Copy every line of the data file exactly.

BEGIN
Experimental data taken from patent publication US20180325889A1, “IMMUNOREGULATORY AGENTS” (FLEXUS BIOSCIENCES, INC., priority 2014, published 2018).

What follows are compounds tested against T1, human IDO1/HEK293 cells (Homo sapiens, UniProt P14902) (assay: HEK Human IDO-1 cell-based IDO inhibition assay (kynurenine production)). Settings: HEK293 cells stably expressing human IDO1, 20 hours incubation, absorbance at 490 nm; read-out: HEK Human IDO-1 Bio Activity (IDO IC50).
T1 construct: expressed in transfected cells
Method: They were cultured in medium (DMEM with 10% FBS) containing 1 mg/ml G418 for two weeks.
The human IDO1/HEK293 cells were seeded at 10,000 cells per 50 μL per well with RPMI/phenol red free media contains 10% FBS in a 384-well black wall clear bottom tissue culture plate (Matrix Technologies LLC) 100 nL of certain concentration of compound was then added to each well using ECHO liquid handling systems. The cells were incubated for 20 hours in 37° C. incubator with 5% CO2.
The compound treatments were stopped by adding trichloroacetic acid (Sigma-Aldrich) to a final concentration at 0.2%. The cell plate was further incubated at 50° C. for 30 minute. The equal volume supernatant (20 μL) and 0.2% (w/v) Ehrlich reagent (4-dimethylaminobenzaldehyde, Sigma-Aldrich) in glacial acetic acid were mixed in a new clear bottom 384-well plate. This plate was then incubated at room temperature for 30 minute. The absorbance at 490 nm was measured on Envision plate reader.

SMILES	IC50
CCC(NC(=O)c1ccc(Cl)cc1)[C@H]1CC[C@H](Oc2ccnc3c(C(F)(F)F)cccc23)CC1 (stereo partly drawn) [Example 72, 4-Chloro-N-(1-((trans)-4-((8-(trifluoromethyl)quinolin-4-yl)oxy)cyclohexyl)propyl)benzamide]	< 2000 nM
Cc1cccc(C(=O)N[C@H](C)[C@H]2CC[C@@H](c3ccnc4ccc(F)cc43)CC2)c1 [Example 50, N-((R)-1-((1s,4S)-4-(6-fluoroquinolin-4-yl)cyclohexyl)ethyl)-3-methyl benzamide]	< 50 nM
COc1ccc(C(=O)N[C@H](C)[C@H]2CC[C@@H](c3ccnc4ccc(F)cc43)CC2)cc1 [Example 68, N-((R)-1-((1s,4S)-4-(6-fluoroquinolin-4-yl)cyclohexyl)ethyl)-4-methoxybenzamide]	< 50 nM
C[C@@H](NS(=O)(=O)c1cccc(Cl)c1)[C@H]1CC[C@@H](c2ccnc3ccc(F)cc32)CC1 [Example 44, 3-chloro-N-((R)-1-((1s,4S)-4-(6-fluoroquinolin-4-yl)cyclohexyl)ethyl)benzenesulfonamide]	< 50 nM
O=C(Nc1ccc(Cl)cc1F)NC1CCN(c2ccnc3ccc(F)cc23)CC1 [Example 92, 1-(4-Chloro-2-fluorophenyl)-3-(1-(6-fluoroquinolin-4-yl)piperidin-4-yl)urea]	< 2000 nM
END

Experimental data taken from patent publication US20180325889A1, “IMMUNOREGULATORY AGENTS” (FLEXUS BIOSCIENCES, INC., priority 2014, published 2018).

What follows are compounds tested against T1, human IDO1/HEK293 cells (Homo sapiens, UniProt P14902) (assay: HEK Human IDO-1 cell-based IDO inhibition assay (kynurenine production)). Settings: HEK293 cells stably expressing human IDO1, 20 hours incubation, absorbance at 490 nm; read-out: HEK Human IDO-1 Bio Activity (IDO IC50).
T1 construct: expressed in transfected cells
Method: They were cultured in medium (DMEM with 10% FBS) containing 1 mg/ml G418 for two weeks.
The human IDO1/HEK293 cells were seeded at 10,000 cells per 50 μL per well with RPMI/phenol red free media contains 10% FBS in a 384-well black wall clear bottom tissue culture plate (Matrix Technologies LLC) 100 nL of certain concentration of compound was then added to each well using ECHO liquid handling systems. The cells were incubated for 20 hours in 37° C. incubator with 5% CO2.
The compound treatments were stopped by adding trichloroacetic acid (Sigma-Aldrich) to a final concentration at 0.2%. The cell plate was further incubated at 50° C. for 30 minute. The equal volume supernatant (20 μL) and 0.2% (w/v) Ehrlich reagent (4-dimethylaminobenzaldehyde, Sigma-Aldrich) in glacial acetic acid were mixed in a new clear bottom 384-well plate. This plate was then incubated at room temperature for 30 minute. The absorbance at 490 nm was measured on Envision plate reader.

SMILES	IC50
CCC(NC(=O)c1ccc(Cl)cc1)[C@H]1CC[C@H](Oc2ccnc3c(C(F)(F)F)cccc23)CC1 (stereo partly drawn) [Example 72, 4-Chloro-N-(1-((trans)-4-((8-(trifluoromethyl)quinolin-4-yl)oxy)cyclohexyl)propyl)benzamide]	< 2000 nM
Cc1cccc(C(=O)N[C@H](C)[C@H]2CC[C@@H](c3ccnc4ccc(F)cc43)CC2)c1 [Example 50, N-((R)-1-((1s,4S)-4-(6-fluoroquinolin-4-yl)cyclohexyl)ethyl)-3-methyl benzamide]	< 50 nM
COc1ccc(C(=O)N[C@H](C)[C@H]2CC[C@@H](c3ccnc4ccc(F)cc43)CC2)cc1 [Example 68, N-((R)-1-((1s,4S)-4-(6-fluoroquinolin-4-yl)cyclohexyl)ethyl)-4-methoxybenzamide]	< 50 nM
C[C@@H](NS(=O)(=O)c1cccc(Cl)c1)[C@H]1CC[C@@H](c2ccnc3ccc(F)cc32)CC1 [Example 44, 3-chloro-N-((R)-1-((1s,4S)-4-(6-fluoroquinolin-4-yl)cyclohexyl)ethyl)benzenesulfonamide]	< 50 nM
O=C(Nc1ccc(Cl)cc1F)NC1CCN(c2ccnc3ccc(F)cc23)CC1 [Example 92, 1-(4-Chloro-2-fluorophenyl)-3-(1-(6-fluoroquinolin-4-yl)piperidin-4-yl)urea]	< 2000 nM